Portsmouth Conservatives reject all claims that the cuts to the fire service will impact on the early response of the fire service to high rise fires. Conservative councillor Frank Jonas, who represents Portsmouth City Council on the Hampshire Fire and Rescue Authority, the governing body for Hampshire Fire & Rescue Service was the only Conservative councillor to attend the meeting with local fire officers last week. He could not be reached for comment.
Speaking to The News earlier this month, Conservative council leader Donna Jones rejected the concerns of frontline firefighters and Lib Dem councillors.
‘I have had reassurance that no lives are at risk in Portsmouth by senior fire officers. This is the union and Lib Dems using the recent changes for political gain.’ Donna Jones, Leader of Portsmouth City Council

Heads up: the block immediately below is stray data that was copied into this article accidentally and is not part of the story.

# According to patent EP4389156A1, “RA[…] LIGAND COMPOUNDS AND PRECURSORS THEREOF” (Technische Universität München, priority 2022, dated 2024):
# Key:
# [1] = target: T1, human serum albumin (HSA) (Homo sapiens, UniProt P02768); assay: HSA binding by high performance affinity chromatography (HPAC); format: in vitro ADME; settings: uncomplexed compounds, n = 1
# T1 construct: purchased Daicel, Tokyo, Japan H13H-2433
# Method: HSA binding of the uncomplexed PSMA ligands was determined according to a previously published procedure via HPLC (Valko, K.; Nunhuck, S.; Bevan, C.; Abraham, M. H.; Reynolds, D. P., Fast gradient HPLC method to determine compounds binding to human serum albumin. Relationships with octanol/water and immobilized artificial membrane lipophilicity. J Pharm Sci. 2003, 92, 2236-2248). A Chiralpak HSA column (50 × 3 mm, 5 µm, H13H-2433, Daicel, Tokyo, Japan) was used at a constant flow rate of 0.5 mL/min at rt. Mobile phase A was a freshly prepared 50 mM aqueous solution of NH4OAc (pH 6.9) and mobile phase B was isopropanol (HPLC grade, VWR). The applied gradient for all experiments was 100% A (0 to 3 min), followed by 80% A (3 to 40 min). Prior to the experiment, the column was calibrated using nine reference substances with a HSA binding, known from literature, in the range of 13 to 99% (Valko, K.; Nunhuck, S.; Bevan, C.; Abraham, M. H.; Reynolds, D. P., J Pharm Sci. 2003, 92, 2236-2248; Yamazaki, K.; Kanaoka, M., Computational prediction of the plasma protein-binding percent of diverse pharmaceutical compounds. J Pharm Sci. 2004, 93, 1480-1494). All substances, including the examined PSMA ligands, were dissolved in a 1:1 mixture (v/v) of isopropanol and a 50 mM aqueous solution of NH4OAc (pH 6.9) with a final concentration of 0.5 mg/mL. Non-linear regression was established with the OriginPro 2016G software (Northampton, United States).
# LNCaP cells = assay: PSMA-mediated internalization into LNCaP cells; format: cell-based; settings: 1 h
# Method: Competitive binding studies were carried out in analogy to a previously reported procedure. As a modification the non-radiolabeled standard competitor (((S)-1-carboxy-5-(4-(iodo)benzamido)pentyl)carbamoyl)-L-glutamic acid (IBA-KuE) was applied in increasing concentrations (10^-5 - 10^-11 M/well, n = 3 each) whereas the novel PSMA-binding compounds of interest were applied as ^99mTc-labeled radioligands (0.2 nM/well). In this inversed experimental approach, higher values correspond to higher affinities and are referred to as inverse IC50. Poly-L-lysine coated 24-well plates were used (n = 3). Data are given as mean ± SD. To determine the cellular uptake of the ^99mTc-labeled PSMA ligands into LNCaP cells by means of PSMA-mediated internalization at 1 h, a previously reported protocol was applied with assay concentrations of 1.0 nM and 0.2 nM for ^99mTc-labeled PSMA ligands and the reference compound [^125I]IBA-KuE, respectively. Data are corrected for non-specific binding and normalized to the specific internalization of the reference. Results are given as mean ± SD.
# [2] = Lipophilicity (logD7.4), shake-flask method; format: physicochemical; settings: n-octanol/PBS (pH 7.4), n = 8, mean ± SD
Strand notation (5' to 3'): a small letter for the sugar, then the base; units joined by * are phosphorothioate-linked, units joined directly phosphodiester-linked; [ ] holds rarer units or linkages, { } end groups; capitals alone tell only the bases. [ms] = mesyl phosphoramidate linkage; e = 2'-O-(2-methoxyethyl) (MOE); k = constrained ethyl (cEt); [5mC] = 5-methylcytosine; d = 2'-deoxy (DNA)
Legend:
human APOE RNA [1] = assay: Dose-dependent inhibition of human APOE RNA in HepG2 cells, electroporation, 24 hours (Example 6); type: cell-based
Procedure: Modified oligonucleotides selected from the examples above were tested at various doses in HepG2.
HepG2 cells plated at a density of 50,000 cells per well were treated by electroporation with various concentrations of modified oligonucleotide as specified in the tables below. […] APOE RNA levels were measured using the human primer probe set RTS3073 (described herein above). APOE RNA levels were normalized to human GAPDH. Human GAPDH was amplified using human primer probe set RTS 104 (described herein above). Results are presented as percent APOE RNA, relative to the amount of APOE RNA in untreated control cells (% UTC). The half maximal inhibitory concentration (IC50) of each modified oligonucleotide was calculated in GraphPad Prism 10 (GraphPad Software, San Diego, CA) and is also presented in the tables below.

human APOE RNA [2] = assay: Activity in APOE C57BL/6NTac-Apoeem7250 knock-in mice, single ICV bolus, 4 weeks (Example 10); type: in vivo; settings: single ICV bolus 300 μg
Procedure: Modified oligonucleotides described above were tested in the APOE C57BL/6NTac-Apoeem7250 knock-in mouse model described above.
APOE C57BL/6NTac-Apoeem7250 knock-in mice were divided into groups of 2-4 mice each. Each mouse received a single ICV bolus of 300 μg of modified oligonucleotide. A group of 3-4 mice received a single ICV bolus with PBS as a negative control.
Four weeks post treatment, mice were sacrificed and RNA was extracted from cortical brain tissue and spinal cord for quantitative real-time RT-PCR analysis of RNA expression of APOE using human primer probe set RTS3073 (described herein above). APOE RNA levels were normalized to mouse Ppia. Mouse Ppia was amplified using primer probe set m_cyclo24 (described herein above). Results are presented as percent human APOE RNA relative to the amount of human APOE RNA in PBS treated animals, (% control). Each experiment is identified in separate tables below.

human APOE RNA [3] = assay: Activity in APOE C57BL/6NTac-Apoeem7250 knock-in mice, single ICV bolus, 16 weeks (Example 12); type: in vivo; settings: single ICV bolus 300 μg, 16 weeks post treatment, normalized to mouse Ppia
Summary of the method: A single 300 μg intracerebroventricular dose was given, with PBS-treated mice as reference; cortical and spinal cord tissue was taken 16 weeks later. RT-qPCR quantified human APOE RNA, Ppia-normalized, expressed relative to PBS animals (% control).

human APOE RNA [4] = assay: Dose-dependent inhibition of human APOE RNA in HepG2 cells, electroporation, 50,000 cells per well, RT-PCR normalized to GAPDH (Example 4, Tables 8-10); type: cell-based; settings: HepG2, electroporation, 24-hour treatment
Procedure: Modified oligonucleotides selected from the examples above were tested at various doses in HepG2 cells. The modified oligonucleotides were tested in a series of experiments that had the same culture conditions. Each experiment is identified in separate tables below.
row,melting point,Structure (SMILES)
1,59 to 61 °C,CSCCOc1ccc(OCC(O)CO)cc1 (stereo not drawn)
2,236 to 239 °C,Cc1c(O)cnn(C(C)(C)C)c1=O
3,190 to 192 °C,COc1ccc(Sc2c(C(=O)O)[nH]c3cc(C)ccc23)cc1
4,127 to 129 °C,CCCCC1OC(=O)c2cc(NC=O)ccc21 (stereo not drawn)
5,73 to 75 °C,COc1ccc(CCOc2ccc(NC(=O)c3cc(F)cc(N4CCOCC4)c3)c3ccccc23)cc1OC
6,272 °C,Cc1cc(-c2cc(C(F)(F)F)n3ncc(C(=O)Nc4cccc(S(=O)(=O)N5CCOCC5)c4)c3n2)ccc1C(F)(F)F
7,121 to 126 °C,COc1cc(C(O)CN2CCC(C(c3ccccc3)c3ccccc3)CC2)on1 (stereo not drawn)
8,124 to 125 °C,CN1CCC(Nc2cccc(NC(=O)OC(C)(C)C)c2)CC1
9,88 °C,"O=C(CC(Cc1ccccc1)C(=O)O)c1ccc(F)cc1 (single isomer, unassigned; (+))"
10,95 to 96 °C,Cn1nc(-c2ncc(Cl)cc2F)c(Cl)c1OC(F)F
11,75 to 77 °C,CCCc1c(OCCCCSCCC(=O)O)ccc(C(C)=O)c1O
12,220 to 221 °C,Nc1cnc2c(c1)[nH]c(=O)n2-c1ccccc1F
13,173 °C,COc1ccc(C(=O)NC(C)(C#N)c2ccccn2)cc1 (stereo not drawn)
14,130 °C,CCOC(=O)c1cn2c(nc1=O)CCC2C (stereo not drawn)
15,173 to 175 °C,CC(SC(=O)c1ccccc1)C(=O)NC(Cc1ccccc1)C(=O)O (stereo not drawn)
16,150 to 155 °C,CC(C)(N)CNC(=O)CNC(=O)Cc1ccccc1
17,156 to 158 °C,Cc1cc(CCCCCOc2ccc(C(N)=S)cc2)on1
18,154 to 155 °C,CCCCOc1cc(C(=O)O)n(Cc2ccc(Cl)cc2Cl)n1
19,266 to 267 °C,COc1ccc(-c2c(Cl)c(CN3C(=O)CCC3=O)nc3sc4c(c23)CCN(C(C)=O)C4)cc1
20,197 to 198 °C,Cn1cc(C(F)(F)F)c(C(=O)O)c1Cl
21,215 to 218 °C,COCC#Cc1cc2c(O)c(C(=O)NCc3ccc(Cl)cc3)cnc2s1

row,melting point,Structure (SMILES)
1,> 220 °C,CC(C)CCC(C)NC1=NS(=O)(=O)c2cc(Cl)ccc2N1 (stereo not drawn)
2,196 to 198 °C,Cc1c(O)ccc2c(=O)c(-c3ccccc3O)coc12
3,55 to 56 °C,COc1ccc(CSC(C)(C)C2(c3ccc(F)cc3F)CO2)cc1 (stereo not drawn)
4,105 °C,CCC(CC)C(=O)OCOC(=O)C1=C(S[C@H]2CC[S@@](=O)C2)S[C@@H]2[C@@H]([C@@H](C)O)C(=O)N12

It is unclear from mainstream media reports in what way firefighters might stand to gain politically from continuing to suggest alternative ways by which the Southsea ALP could be utilised without increasing response times by deploying an ALP from Southampton.
Local fire officers have publicly rejected the Leader’s claim. In a public statement, the FBU stated that fire fighters are ‘in no way politicising this topic.’
‘[Our] only aim is to maintain an appropriate and effective response that above all keeps firefighters and members of the public safe, whilst mitigating any avoidable risk.’
‘Hampshire FBU to that end have proactively proposed workable alternative measures to ensure that the ALP at Southsea can, and would, turn out on the initial attendance to a high rise incident. It is with regret [we] state that this option was refused.’ Hampshire Fire Brigade Union (FBU)